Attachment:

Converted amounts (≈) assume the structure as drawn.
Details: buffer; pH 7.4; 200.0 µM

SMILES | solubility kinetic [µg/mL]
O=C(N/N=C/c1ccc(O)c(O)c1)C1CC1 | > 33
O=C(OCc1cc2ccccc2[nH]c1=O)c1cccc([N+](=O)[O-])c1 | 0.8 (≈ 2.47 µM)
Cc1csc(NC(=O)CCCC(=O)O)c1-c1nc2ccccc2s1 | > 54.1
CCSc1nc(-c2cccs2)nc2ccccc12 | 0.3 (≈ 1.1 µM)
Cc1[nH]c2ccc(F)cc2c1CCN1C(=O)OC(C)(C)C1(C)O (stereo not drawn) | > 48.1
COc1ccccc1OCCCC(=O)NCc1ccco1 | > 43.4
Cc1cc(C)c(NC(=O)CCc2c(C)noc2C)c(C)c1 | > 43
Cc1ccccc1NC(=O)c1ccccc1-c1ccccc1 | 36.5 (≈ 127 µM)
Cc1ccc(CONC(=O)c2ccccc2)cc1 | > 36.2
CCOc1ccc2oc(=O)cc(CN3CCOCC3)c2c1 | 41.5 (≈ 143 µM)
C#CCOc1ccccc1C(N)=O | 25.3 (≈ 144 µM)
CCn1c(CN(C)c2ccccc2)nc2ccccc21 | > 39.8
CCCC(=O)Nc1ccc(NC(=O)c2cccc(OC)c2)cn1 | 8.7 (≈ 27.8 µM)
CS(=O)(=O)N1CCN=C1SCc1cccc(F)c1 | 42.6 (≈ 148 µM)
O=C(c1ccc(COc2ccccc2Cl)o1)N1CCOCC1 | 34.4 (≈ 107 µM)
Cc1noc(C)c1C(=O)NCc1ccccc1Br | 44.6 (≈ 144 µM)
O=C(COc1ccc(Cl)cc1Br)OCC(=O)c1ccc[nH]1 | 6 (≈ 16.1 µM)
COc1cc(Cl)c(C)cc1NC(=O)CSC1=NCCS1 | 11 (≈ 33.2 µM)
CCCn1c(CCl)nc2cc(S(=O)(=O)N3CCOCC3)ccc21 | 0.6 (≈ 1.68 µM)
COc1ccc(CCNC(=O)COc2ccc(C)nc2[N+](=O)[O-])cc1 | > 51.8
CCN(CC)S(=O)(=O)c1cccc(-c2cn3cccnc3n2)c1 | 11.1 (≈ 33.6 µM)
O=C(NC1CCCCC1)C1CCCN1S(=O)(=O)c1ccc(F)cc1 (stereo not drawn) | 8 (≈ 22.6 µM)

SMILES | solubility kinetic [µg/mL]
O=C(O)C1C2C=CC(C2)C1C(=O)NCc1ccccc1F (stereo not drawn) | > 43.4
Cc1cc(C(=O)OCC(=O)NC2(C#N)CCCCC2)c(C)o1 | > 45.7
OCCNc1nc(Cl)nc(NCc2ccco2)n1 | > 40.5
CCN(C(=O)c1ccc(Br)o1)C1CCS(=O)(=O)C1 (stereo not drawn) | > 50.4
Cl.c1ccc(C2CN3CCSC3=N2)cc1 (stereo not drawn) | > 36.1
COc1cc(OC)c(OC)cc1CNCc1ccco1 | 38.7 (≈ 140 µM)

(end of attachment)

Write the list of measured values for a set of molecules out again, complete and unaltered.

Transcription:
Converted amounts (≈) assume the structure as drawn.
Details: buffer; pH 7.4; 200.0 µM

SMILES | solubility kinetic [µg/mL]
O=C(N/N=C/c1ccc(O)c(O)c1)C1CC1 | > 33
O=C(OCc1cc2ccccc2[nH]c1=O)c1cccc([N+](=O)[O-])c1 | 0.8 (≈ 2.47 µM)
Cc1csc(NC(=O)CCCC(=O)O)c1-c1nc2ccccc2s1 | > 54.1
CCSc1nc(-c2cccs2)nc2ccccc12 | 0.3 (≈ 1.1 µM)
Cc1[nH]c2ccc(F)cc2c1CCN1C(=O)OC(C)(C)C1(C)O (stereo not drawn) | > 48.1
COc1ccccc1OCCCC(=O)NCc1ccco1 | > 43.4
Cc1cc(C)c(NC(=O)CCc2c(C)noc2C)c(C)c1 | > 43
Cc1ccccc1NC(=O)c1ccccc1-c1ccccc1 | 36.5 (≈ 127 µM)
Cc1ccc(CONC(=O)c2ccccc2)cc1 | > 36.2
CCOc1ccc2oc(=O)cc(CN3CCOCC3)c2c1 | 41.5 (≈ 143 µM)
C#CCOc1ccccc1C(N)=O | 25.3 (≈ 144 µM)
CCn1c(CN(C)c2ccccc2)nc2ccccc21 | > 39.8
CCCC(=O)Nc1ccc(NC(=O)c2cccc(OC)c2)cn1 | 8.7 (≈ 27.8 µM)
CS(=O)(=O)N1CCN=C1SCc1cccc(F)c1 | 42.6 (≈ 148 µM)
O=C(c1ccc(COc2ccccc2Cl)o1)N1CCOCC1 | 34.4 (≈ 107 µM)
Cc1noc(C)c1C(=O)NCc1ccccc1Br | 44.6 (≈ 144 µM)
O=C(COc1ccc(Cl)cc1Br)OCC(=O)c1ccc[nH]1 | 6 (≈ 16.1 µM)
COc1cc(Cl)c(C)cc1NC(=O)CSC1=NCCS1 | 11 (≈ 33.2 µM)
CCCn1c(CCl)nc2cc(S(=O)(=O)N3CCOCC3)ccc21 | 0.6 (≈ 1.68 µM)
COc1ccc(CCNC(=O)COc2ccc(C)nc2[N+](=O)[O-])cc1 | > 51.8
CCN(CC)S(=O)(=O)c1cccc(-c2cn3cccnc3n2)c1 | 11.1 (≈ 33.6 µM)
O=C(NC1CCCCC1)C1CCCN1S(=O)(=O)c1ccc(F)cc1 (stereo not drawn) | 8 (≈ 22.6 µM)

SMILES | solubility kinetic [µg/mL]
O=C(O)C1C2C=CC(C2)C1C(=O)NCc1ccccc1F (stereo not drawn) | > 43.4
Cc1cc(C(=O)OCC(=O)NC2(C#N)CCCCC2)c(C)o1 | > 45.7
OCCNc1nc(Cl)nc(NCc2ccco2)n1 | > 40.5
CCN(C(=O)c1ccc(Br)o1)C1CCS(=O)(=O)C1 (stereo not drawn) | > 50.4
Cl.c1ccc(C2CN3CCSC3=N2)cc1 (stereo not drawn) | > 36.1
COc1cc(OC)c(OC)cc1CNCc1ccco1 | 38.7 (≈ 140 µM)